Revenue is expected to fall 6.4% this year to $92.2 billion, according to gaming data firm Newzoo, a sharp reversal from the 7.3% growth mobile saw last year. and a 25.6% increase in 2020 when lockdowns led to increased consumers. appetite for virtual entertainment.


The standoff between Tim Cook and Elon Musk has just taken a turn as Apple bows to European Union lawsby Prarthana Prakash

Twitter declares war on sharing location information about others after banning account that tracks Elon Musk’s private jetby Matt O’Brien and The Associated Press

Is San Francisco back? Venture capitalists explain how the hub of VC and tech startups has — and hasn’t — changedby Anne Sraders and Jessica Mathews

Audits could solve the crypto transparency problem. Why is it so difficult?by Jeff John Roberts

Hacker says he broke into InfraGard database of 80,000 FBI members posing as CEO of financial firmby Frank Bajak and The Associated Press

Amazon says it cut single-use plastic use last year, but an environmental group says it jumped nearly 20%by Haleluya Hadero and The Associated Press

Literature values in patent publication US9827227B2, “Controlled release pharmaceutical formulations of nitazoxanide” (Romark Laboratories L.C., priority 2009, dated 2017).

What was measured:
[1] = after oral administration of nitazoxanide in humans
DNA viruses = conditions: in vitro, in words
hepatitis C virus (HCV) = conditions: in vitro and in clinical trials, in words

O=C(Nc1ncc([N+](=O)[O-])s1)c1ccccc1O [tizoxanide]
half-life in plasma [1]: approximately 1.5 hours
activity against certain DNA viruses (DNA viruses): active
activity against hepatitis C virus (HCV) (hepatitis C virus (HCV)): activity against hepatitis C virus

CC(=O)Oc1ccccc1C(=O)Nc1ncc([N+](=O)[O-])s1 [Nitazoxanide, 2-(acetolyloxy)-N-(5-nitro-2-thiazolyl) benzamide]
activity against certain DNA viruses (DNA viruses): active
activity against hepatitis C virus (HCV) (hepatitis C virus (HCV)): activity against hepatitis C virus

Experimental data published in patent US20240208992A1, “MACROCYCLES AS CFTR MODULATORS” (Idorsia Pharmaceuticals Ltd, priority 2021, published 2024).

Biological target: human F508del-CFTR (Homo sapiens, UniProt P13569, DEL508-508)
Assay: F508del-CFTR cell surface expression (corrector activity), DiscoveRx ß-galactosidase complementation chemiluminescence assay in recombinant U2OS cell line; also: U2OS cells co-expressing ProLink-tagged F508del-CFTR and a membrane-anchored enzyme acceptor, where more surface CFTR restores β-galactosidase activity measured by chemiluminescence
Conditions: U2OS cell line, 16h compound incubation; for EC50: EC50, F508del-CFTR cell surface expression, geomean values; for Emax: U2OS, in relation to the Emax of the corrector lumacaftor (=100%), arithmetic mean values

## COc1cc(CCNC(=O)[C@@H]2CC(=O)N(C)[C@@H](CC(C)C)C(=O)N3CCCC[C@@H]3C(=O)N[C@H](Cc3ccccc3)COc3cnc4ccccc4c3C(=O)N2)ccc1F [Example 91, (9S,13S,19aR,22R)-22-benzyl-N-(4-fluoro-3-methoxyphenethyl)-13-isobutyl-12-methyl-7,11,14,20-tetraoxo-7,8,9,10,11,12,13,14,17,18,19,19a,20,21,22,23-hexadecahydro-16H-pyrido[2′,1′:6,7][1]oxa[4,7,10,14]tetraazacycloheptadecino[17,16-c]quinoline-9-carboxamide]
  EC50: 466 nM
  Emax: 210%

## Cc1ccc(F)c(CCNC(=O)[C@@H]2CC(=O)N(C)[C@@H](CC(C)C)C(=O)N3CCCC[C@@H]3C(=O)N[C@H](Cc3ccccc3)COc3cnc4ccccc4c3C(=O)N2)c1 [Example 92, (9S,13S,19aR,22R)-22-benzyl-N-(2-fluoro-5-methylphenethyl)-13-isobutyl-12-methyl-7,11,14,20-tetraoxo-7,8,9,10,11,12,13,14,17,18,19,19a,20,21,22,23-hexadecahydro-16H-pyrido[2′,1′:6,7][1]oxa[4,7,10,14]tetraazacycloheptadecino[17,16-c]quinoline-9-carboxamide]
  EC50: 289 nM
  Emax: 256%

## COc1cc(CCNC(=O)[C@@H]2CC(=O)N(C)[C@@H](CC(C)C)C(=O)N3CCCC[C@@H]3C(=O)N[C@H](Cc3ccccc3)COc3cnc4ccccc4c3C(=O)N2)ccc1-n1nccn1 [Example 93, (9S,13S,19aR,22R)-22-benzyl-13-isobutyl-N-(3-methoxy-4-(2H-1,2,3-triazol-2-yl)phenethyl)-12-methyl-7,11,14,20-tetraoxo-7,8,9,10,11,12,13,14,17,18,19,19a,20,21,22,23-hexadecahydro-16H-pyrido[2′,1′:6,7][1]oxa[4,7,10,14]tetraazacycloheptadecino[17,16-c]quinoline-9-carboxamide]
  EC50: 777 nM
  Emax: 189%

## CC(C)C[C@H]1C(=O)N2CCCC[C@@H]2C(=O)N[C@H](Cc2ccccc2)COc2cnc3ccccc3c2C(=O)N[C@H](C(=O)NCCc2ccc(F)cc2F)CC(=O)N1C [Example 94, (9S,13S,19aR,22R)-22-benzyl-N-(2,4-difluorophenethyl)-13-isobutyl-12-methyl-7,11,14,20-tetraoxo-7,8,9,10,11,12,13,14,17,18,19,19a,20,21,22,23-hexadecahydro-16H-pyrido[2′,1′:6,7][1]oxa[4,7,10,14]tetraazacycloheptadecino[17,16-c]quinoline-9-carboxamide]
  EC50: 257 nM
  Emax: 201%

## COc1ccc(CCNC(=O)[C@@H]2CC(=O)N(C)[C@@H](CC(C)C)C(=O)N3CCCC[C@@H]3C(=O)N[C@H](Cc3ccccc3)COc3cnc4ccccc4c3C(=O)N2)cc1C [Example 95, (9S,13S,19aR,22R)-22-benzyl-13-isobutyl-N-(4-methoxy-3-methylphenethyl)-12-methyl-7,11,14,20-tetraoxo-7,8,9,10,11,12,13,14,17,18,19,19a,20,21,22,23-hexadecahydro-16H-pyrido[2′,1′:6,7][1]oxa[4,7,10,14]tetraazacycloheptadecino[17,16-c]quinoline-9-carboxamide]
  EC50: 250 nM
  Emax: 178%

FTC case against Meta pursues Facebook ghostby Adam Kovacevich


It’s still 2016. A few days late for this one, and I know the world doesn’t need more eyes on another Elon Musk reflection piece. But earlier this week, Wired‘s Gideon Lichfield offered one of sharpest comments to date on Twitter’s new owner’s messy reign, the left-wing elite’s obsession with his every move, and the political right’s embrace of yet another agent of chaos. It’s a frustratingly familiar pattern that dates back to the early days of the Trump administration, a time when nuance and substance too often succumbed to outrage and grievance. Lichfield wrote, “The desire so many have to see people like these fly away or burn produces a bias in their assessment – ​​a sense that their actions are the only ones that really matter. It’s what produces this breathless obsession with their every move and blinds us to more complex information that might paint a clearer picture of the messier reality – and whatever future we’re headed towards. .